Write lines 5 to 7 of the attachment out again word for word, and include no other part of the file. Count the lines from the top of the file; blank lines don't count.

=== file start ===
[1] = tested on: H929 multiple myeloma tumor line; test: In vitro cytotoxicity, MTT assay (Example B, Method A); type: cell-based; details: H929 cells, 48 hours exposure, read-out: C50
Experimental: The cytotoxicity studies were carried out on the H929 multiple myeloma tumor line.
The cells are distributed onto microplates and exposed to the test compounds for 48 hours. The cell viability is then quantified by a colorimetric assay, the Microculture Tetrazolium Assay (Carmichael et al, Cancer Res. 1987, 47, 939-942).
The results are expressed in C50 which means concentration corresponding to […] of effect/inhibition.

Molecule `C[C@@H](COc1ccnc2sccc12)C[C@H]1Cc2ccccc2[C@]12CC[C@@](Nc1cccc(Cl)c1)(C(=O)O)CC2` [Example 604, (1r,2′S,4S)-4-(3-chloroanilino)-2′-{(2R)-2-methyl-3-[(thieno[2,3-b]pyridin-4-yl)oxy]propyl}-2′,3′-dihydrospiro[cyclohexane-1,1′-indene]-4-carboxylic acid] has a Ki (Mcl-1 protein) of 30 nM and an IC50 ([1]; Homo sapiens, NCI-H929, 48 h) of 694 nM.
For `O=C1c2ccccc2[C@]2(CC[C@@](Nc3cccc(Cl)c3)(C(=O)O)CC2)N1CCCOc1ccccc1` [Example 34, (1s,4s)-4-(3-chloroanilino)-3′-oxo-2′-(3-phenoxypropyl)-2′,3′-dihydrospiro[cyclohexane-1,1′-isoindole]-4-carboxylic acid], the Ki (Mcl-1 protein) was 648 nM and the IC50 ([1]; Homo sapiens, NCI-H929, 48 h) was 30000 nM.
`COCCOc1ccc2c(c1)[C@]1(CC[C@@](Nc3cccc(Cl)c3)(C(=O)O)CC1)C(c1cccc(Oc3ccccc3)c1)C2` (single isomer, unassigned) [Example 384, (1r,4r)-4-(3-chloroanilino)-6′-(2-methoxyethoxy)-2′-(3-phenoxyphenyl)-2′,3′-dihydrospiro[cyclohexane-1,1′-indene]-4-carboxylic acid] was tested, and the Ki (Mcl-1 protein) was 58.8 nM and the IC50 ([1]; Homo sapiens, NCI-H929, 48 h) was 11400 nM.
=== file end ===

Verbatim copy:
Molecule `C[C@@H](COc1ccnc2sccc12)C[C@H]1Cc2ccccc2[C@]12CC[C@@](Nc1cccc(Cl)c1)(C(=O)O)CC2` [Example 604, (1r,2′S,4S)-4-(3-chloroanilino)-2′-{(2R)-2-methyl-3-[(thieno[2,3-b]pyridin-4-yl)oxy]propyl}-2′,3′-dihydrospiro[cyclohexane-1,1′-indene]-4-carboxylic acid] has a Ki (Mcl-1 protein) of 30 nM and an IC50 ([1]; Homo sapiens, NCI-H929, 48 h) of 694 nM.
For `O=C1c2ccccc2[C@]2(CC[C@@](Nc3cccc(Cl)c3)(C(=O)O)CC2)N1CCCOc1ccccc1` [Example 34, (1s,4s)-4-(3-chloroanilino)-3′-oxo-2′-(3-phenoxypropyl)-2′,3′-dihydrospiro[cyclohexane-1,1′-isoindole]-4-carboxylic acid], the Ki (Mcl-1 protein) was 648 nM and the IC50 ([1]; Homo sapiens, NCI-H929, 48 h) was 30000 nM.
`COCCOc1ccc2c(c1)[C@]1(CC[C@@](Nc3cccc(Cl)c3)(C(=O)O)CC1)C(c1cccc(Oc3ccccc3)c1)C2` (single isomer, unassigned) [Example 384, (1r,4r)-4-(3-chloroanilino)-6′-(2-methoxyethoxy)-2′-(3-phenoxyphenyl)-2′,3′-dihydrospiro[cyclohexane-1,1′-indene]-4-carboxylic acid] was tested, and the Ki (Mcl-1 protein) was 58.8 nM and the IC50 ([1]; Homo sapiens, NCI-H929, 48 h) was 11400 nM.